18 months

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When your child is 18 months old it is recommended they have three vaccines: MMRV, DTPa and Hib. MMRV strengthens their immunity to measles, mumps and rubella and protects them from varicella (chickenpox). DTPa strengthens their immunity to diphtheria, tetanus, and pertussis. And Hib strengthens their immunity to Hib. These vaccines are given as needles, usually in your child’s arm.

What diseases do the vaccines protect children against?

Three vaccines are recommended for children when they are 18 months old. The technical names for the vaccines are:

  • combined DTPa vaccine which strengthens children’s immunity to diphtheria, tetanus, and pertussis
  • combined MMRV vaccine which strengthens children’s immunity to measles, mumps and rubella, and protects them from varicella infection (chickenpox)
  • Hib vaccine which protects children's immunity to Hib.

You can read more about these diseases below:

Diphtheria

Diphtheria is a very serious disease. It can cause severe skin sores (ulcers) and it can also cause a membrane (or skin) to grow over a person’s throat and makes them unable to breathe. You may not have heard of it because it is rare in Australia now. Even though diphtheria is rare, babies and children still need to have diphtheria vaccination, so they don’t catch it from people who have travelled recently. Diphtheria is more common in holiday destinations close to Australia including countries in Asia and the South Pacific1.

Learn more about diphtheria and the diphtheria vaccination

Tetanus

Tetanus is sometimes called ‘lockjaw’. Tetanus affects all the muscles in a child’s body, including the ones they use for breathing. The germ that causes tetanus lives in the soil. That means babies and children can get tetanus through a cut, a burn, a bite or even just a prick from something like a nail or a rose thorn1.

Learn more about tetanus and the tetanus vaccination
Pertussis

Pertussis is usually called ‘whooping cough’. It spreads very easily from one person to another through the air - just like a cold does. When someone who already has the disease coughs or sneezes, the pertussis germs float through the air on tiny droplets. If a child breathes in those droplets, they can catch pertussis, too. Pertussis irritates the child’s airways and causes long coughing fits that can be very severe. Small babies can die from whooping cough1.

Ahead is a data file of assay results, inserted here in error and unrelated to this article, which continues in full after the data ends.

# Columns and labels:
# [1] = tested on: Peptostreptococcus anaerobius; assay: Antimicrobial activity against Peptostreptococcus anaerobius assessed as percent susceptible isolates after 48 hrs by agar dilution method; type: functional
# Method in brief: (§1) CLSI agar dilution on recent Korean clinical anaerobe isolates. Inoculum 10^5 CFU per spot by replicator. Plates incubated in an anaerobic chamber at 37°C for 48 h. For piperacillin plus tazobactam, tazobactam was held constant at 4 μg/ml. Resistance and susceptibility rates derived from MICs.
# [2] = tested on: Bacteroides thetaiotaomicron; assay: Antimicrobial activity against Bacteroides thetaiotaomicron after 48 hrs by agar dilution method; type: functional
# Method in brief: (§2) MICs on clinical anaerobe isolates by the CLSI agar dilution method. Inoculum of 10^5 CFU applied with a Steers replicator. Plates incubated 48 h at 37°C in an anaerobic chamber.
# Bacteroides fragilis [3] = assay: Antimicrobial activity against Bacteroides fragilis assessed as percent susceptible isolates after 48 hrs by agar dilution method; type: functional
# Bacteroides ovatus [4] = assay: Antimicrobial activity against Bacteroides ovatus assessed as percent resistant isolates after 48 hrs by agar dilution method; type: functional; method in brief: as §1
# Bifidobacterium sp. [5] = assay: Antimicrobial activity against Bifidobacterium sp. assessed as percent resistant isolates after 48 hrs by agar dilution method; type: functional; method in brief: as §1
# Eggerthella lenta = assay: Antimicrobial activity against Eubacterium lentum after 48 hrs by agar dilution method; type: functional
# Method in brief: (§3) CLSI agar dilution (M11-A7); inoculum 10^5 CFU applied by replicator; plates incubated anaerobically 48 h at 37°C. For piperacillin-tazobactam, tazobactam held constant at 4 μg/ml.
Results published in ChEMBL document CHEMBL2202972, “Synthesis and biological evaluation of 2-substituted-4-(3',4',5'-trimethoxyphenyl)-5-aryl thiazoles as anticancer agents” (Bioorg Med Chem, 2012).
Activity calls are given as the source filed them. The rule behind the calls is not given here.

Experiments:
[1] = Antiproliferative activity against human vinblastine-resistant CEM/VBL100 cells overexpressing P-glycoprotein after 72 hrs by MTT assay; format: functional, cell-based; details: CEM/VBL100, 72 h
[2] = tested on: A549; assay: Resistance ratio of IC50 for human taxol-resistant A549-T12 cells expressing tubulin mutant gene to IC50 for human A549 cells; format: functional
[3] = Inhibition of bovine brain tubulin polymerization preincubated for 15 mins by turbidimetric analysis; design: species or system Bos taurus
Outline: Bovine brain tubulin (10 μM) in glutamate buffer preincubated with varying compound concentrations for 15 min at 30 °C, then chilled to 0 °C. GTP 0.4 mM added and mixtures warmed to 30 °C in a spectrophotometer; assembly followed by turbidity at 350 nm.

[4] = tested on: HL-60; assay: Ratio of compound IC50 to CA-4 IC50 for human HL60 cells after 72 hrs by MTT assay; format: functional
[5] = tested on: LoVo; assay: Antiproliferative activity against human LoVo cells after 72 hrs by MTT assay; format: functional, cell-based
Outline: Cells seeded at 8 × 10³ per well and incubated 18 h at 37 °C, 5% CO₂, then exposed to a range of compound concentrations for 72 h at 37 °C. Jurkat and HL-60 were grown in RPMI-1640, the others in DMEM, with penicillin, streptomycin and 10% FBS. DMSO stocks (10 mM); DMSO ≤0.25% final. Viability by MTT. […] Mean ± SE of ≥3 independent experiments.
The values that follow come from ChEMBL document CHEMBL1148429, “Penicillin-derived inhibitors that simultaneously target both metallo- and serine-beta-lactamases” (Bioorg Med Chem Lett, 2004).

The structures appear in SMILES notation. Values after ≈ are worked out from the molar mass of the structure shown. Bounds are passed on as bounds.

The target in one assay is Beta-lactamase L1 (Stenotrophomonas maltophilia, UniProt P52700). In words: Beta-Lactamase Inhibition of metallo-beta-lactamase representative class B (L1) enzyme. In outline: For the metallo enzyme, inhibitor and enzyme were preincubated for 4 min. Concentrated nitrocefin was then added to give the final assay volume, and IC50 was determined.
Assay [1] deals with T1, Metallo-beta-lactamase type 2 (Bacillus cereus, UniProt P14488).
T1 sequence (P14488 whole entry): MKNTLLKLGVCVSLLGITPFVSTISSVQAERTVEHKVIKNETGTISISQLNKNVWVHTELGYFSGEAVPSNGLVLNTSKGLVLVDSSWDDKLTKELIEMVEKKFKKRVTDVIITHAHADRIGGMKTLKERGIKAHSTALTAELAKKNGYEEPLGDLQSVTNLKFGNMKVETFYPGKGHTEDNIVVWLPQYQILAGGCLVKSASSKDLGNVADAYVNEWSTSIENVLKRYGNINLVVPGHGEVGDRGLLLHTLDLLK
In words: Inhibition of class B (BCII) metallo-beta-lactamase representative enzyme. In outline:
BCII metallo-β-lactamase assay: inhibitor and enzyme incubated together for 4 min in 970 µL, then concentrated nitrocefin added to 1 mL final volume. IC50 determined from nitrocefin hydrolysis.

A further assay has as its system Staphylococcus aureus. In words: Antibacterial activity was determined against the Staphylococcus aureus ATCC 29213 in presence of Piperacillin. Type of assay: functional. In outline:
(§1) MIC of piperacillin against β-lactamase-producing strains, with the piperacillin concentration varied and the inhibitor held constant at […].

Learn more about pertussis and the pertussis vaccination

Measles

Measles is best known as a disease that causes a red blotchy rash. It spreads from person to person through the air, just like a cold. Measles spreads very easily when someone who has it (but isn’t very sick yet) sneezes or coughs and someone who is not protected breathes the virus. Before the rash starts, measles causes fever, tiredness, and a sore throat. Measles can also cause lung infections (pneumonia), blindness, bleeding (thrombocytopenia), and brain swelling (meningitis). In rare cases, measles can also cause a brain infection called subacute sclerosing panencephalitis (SSPE) that usually starts about seven years after a measles infection. People who get SSPE do not survive1.

Learn more about measles and measles vaccination

Mumps

Mumps is a virus that spreads from person to person like a cold or flu. It causes headaches, sore throat, fevers (high temperatures), aching muscles and painful swellings in the neck, underarms or groin. Rarely, mumps causes brain infections such as meningitis or encephaliltis1.

Learn more about mumps and mumps vaccination

Rubella

Rubella is sometimes called ‘German measles’ because it causes a rash that looks very similar to measles. However rubella is not measles. It is caused by a different virus. Rubella spreads easily from one person to another and usually causes a very mild illness. However, rubella is very serious if a pregnant woman catches it. When a pregnant woman catches rubella her baby will almost certainly be born deaf, blind, or brain-damaged. Vaccinating children against rubella helps protect mothers and babies from the disease1.

Learn more about rubella and rubella vaccination

Varicella

Varicella is usually called chickenpox. It is a virus that spreads easily from person to person like a cold or flu. It causes fever and itchy red spots that become blisters. The condition is usually mild for children but can be very serious for adults. Pregnant women who get chickenpox can get pneumonia, encephalitis (brain swelling), and hepatitis (liver disease). Their babies may be born underweight, with scars on their skin, or with arms, legs and brains that do not develop normally. These babies can also get a painful disease called shingles in the first few years of their lives. Vaccinating children against varicella helps protect mothers and babies1.